The savvy shopper knows where every single penny is going – and can account for past and future purchases with an almost sixth sense-like ability. The savvy shopper should consider which credit card would suit them in the long run. They’ll likely not let the limit go very high, and will probably be paying it off regularly. Buying larger purchases and spreading the payment out over several months is often the staple of savvy shoppers. For example, tools like Bankrate’s Credit Card Calculator will be very useful in order to create the weekly spreadsheets for paying the card off.
The heavy hobbyist has a wide range of interests and hobbies, ranging from physical hobbies like skiing to stationary hobbies like online gaming. While the hobbies may vary, the expenditure is likely the same – spending on things you love to do in your free time. But hobbies can pay back, too. For example, hobbies like online gaming with 888poker can require a flexible credit card due to the various sums you’ll want to use when playing. The $1 joining bonus and $31 of starter tournament tickets, if used well, can help prolong the period needed to pay the card off. So a higher credit limit would be suitable – and a longer amount of time before it needs to be paid off in a very flexible manner would be best.
The reckless spender is always eating out, buying rounds at the bar, and worrying about their finances later. So a cap on spending would be required so no lapses occur, as well as a scheduled payment cycle so the reckless spender can be tamed. Choosing credit cards that are flexible with the timeframe of paying them off – for example allowing larger spend months to encroach on later months, will allow the reckless spenders to ensure if they do go over their limit, they have a safety net to curb their spending.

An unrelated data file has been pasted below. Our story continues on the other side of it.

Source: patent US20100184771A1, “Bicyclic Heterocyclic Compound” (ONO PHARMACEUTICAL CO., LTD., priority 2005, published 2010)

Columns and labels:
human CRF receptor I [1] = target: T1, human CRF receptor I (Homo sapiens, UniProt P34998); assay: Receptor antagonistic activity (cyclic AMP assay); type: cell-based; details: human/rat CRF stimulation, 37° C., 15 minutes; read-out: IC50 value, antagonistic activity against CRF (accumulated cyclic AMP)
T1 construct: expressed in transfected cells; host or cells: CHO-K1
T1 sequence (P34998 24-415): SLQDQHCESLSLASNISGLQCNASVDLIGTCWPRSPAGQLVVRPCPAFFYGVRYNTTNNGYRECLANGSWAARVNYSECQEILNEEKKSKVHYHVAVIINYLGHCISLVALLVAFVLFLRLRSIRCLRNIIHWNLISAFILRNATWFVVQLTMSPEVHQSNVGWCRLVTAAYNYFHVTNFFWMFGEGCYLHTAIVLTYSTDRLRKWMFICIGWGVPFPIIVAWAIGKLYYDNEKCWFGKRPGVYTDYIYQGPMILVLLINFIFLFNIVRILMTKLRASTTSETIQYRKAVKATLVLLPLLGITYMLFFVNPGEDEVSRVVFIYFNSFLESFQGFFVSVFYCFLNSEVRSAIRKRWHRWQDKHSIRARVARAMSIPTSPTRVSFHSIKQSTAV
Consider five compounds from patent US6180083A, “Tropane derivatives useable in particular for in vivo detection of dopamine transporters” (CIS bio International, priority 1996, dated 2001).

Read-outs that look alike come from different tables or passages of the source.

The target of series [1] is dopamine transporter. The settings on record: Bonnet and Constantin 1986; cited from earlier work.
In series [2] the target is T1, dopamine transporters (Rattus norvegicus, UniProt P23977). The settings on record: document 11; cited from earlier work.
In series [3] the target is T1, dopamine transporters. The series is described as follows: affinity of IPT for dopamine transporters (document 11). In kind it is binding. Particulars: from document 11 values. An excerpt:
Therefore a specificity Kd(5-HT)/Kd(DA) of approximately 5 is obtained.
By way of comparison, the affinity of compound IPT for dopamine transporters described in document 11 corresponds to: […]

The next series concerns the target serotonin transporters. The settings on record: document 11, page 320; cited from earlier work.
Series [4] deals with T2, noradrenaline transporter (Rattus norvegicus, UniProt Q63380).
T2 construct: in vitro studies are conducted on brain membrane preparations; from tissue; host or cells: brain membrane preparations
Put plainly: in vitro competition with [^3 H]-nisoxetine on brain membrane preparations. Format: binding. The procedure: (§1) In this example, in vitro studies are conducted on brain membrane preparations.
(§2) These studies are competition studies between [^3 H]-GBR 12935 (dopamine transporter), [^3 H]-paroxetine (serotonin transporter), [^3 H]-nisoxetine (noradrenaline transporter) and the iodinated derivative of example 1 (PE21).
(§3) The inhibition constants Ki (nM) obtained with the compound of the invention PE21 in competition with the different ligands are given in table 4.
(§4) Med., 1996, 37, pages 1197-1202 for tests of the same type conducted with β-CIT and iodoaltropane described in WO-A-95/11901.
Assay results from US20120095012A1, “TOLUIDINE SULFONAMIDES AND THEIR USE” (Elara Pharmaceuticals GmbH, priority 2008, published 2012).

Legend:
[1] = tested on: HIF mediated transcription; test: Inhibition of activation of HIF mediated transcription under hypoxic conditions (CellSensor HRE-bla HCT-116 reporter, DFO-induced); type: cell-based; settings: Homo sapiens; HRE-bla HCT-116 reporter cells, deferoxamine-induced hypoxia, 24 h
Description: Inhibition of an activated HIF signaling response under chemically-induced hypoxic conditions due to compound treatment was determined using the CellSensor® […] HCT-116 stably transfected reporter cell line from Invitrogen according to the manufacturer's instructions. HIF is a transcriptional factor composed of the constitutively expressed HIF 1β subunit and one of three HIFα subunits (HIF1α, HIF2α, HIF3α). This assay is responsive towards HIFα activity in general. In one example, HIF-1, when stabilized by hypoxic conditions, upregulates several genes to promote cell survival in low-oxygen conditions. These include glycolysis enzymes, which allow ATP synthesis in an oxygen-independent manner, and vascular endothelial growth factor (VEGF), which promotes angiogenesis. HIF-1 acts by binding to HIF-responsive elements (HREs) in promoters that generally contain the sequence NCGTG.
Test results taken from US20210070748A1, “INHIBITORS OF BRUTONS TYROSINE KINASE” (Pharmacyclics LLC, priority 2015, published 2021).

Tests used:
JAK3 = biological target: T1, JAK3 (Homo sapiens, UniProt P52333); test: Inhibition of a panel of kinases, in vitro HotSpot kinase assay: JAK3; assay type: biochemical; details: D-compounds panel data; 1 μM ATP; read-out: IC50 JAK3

The “Never Spends”
Much like the savvy shopper, the “never spends” don’t like to part with their pennies, which can be difficult when it comes to gaining a credit record. Never spending, means never proving how good you are at paying things back, which could end up being problematic when it comes to getting a mortgage. The best financial advice for the “never spends” is to choose one thing – for example, a monthly big shop – and use your credit card for it. Then, immediately pay it back. That way, you won’t need to make unnecessary purchases, and will also be working towards building that credit score.
Whichever credit card profile you fit into, it’s important to do due diligence when it comes to deciding which credit card to get.